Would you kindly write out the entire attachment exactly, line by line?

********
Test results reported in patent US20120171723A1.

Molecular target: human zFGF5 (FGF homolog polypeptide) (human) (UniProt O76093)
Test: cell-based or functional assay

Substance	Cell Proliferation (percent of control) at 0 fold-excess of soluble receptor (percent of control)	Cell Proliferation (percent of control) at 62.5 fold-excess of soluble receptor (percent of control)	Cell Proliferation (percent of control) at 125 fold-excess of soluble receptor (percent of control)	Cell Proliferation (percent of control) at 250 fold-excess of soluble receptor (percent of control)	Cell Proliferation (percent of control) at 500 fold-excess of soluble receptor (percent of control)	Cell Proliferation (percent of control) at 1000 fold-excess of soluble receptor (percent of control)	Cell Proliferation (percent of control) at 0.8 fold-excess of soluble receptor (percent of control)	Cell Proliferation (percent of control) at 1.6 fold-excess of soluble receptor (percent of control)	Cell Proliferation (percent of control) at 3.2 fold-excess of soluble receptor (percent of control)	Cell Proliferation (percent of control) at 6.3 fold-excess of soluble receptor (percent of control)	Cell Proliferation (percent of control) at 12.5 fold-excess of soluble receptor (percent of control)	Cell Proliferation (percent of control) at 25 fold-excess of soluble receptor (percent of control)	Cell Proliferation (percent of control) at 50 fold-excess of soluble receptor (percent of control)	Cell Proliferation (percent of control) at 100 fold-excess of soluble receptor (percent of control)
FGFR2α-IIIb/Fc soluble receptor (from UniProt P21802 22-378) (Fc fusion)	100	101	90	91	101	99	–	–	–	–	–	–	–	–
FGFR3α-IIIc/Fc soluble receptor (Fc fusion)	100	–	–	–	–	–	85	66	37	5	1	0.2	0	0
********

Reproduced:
Test results reported in patent US20120171723A1.

Molecular target: human zFGF5 (FGF homolog polypeptide) (human) (UniProt O76093)
Test: cell-based or functional assay

Substance	Cell Proliferation (percent of control) at 0 fold-excess of soluble receptor (percent of control)	Cell Proliferation (percent of control) at 62.5 fold-excess of soluble receptor (percent of control)	Cell Proliferation (percent of control) at 125 fold-excess of soluble receptor (percent of control)	Cell Proliferation (percent of control) at 250 fold-excess of soluble receptor (percent of control)	Cell Proliferation (percent of control) at 500 fold-excess of soluble receptor (percent of control)	Cell Proliferation (percent of control) at 1000 fold-excess of soluble receptor (percent of control)	Cell Proliferation (percent of control) at 0.8 fold-excess of soluble receptor (percent of control)	Cell Proliferation (percent of control) at 1.6 fold-excess of soluble receptor (percent of control)	Cell Proliferation (percent of control) at 3.2 fold-excess of soluble receptor (percent of control)	Cell Proliferation (percent of control) at 6.3 fold-excess of soluble receptor (percent of control)	Cell Proliferation (percent of control) at 12.5 fold-excess of soluble receptor (percent of control)	Cell Proliferation (percent of control) at 25 fold-excess of soluble receptor (percent of control)	Cell Proliferation (percent of control) at 50 fold-excess of soluble receptor (percent of control)	Cell Proliferation (percent of control) at 100 fold-excess of soluble receptor (percent of control)
FGFR2α-IIIb/Fc soluble receptor (from UniProt P21802 22-378) (Fc fusion)	100	101	90	91	101	99	–	–	–	–	–	–	–	–
FGFR3α-IIIc/Fc soluble receptor (Fc fusion)	100	–	–	–	–	–	85	66	37	5	1	0.2	0	0